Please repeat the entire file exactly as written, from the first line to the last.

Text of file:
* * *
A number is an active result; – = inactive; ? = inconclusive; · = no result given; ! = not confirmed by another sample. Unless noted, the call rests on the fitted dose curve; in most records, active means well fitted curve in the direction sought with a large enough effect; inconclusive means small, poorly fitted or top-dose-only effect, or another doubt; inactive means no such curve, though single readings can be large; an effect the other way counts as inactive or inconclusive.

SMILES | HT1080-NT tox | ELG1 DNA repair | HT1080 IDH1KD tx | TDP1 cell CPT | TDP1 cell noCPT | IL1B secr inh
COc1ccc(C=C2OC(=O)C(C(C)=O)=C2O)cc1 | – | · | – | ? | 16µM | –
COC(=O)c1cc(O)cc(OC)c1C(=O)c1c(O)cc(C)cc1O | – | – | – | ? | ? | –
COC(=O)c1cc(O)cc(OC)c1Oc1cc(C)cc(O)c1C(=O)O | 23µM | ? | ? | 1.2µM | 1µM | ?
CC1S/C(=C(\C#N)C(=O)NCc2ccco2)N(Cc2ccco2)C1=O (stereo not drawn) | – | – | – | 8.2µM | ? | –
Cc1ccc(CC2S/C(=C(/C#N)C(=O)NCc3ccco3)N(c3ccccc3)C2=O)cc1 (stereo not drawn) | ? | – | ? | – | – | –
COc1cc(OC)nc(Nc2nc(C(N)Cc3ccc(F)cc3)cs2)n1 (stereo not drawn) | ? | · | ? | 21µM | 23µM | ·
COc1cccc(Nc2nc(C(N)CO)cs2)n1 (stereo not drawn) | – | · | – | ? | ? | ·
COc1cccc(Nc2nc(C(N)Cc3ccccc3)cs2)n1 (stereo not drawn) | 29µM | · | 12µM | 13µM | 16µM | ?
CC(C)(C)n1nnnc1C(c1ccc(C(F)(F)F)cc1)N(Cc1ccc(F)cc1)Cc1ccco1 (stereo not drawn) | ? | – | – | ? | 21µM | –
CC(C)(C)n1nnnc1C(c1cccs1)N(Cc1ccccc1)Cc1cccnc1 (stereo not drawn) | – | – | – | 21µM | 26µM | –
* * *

A number is an active result; – = inactive; ? = inconclusive; · = no result given; ! = not confirmed by another sample. Unless noted, the call rests on the fitted dose curve; in most records, active means well fitted curve in the direction sought with a large enough effect; inconclusive means small, poorly fitted or top-dose-only effect, or another doubt; inactive means no such curve, though single readings can be large; an effect the other way counts as inactive or inconclusive.

SMILES | HT1080-NT tox | ELG1 DNA repair | HT1080 IDH1KD tx | TDP1 cell CPT | TDP1 cell noCPT | IL1B secr inh
COc1ccc(C=C2OC(=O)C(C(C)=O)=C2O)cc1 | – | · | – | ? | 16µM | –
COC(=O)c1cc(O)cc(OC)c1C(=O)c1c(O)cc(C)cc1O | – | – | – | ? | ? | –
COC(=O)c1cc(O)cc(OC)c1Oc1cc(C)cc(O)c1C(=O)O | 23µM | ? | ? | 1.2µM | 1µM | ?
CC1S/C(=C(\C#N)C(=O)NCc2ccco2)N(Cc2ccco2)C1=O (stereo not drawn) | – | – | – | 8.2µM | ? | –
Cc1ccc(CC2S/C(=C(/C#N)C(=O)NCc3ccco3)N(c3ccccc3)C2=O)cc1 (stereo not drawn) | ? | – | ? | – | – | –
COc1cc(OC)nc(Nc2nc(C(N)Cc3ccc(F)cc3)cs2)n1 (stereo not drawn) | ? | · | ? | 21µM | 23µM | ·
COc1cccc(Nc2nc(C(N)CO)cs2)n1 (stereo not drawn) | – | · | – | ? | ? | ·
COc1cccc(Nc2nc(C(N)Cc3ccccc3)cs2)n1 (stereo not drawn) | 29µM | · | 12µM | 13µM | 16µM | ?
CC(C)(C)n1nnnc1C(c1ccc(C(F)(F)F)cc1)N(Cc1ccc(F)cc1)Cc1ccco1 (stereo not drawn) | ? | – | – | ? | 21µM | –
CC(C)(C)n1nnnc1C(c1cccs1)N(Cc1ccccc1)Cc1cccnc1 (stereo not drawn) | – | – | – | 21µM | 26µM | –